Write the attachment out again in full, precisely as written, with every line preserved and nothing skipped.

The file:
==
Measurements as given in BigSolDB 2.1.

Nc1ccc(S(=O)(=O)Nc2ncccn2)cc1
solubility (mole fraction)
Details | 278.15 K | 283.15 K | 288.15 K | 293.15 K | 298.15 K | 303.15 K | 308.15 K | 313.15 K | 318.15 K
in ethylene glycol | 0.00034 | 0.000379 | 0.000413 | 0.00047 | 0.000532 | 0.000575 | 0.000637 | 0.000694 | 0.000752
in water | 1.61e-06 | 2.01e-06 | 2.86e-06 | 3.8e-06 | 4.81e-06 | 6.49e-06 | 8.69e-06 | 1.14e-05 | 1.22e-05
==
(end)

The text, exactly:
Measurements as given in BigSolDB 2.1.

Nc1ccc(S(=O)(=O)Nc2ncccn2)cc1
solubility (mole fraction)
Details | 278.15 K | 283.15 K | 288.15 K | 293.15 K | 298.15 K | 303.15 K | 308.15 K | 313.15 K | 318.15 K
in ethylene glycol | 0.00034 | 0.000379 | 0.000413 | 0.00047 | 0.000532 | 0.000575 | 0.000637 | 0.000694 | 0.000752
in water | 1.61e-06 | 2.01e-06 | 2.86e-06 | 3.8e-06 | 4.81e-06 | 6.49e-06 | 8.69e-06 | 1.14e-05 | 1.22e-05